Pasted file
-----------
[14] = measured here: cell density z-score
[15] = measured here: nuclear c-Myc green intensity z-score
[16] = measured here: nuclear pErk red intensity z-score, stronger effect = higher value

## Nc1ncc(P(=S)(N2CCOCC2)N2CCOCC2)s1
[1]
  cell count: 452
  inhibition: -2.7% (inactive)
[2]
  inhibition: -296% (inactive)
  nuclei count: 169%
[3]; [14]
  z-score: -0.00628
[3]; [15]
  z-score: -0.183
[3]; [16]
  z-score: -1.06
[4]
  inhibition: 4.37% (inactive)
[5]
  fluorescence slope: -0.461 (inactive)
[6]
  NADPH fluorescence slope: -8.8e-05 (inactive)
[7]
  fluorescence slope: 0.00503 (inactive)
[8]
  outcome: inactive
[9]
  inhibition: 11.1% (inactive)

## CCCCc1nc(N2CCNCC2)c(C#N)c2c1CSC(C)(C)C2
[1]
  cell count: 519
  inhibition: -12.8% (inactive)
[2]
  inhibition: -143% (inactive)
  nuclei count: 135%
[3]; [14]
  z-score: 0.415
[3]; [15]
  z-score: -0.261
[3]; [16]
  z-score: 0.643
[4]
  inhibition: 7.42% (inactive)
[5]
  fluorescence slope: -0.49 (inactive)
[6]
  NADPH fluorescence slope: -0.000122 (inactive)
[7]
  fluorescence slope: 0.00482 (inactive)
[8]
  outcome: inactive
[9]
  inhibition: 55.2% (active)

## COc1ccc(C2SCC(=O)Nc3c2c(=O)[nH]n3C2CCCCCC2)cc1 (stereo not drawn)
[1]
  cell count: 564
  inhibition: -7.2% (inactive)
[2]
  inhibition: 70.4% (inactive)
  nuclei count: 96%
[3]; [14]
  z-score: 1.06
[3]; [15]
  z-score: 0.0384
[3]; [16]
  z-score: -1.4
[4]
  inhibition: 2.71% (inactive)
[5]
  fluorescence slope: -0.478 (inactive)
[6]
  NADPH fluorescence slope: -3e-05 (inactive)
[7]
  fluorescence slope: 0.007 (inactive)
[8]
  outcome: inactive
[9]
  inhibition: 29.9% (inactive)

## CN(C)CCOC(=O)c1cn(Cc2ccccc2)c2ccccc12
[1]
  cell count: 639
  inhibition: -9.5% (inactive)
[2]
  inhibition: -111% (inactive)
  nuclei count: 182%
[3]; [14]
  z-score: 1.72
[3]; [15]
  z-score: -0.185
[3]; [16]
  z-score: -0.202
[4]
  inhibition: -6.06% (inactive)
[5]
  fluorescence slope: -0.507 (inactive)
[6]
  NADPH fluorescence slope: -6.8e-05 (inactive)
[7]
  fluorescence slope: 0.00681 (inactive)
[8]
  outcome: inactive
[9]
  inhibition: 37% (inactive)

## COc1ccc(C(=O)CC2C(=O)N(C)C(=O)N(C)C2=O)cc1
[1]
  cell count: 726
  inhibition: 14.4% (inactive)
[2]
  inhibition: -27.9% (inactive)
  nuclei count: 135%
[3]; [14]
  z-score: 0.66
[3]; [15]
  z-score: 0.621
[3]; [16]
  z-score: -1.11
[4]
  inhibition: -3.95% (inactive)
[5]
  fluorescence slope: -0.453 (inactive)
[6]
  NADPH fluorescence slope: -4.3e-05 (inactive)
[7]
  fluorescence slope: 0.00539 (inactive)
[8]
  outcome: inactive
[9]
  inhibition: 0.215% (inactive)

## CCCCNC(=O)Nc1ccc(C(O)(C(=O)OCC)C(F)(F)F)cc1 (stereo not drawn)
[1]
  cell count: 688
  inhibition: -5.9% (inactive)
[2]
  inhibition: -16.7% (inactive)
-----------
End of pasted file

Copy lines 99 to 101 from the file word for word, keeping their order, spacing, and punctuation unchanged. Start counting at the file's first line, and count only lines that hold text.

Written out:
  fluorescence slope: 0.00681 (inactive)
[8]
  outcome: inactive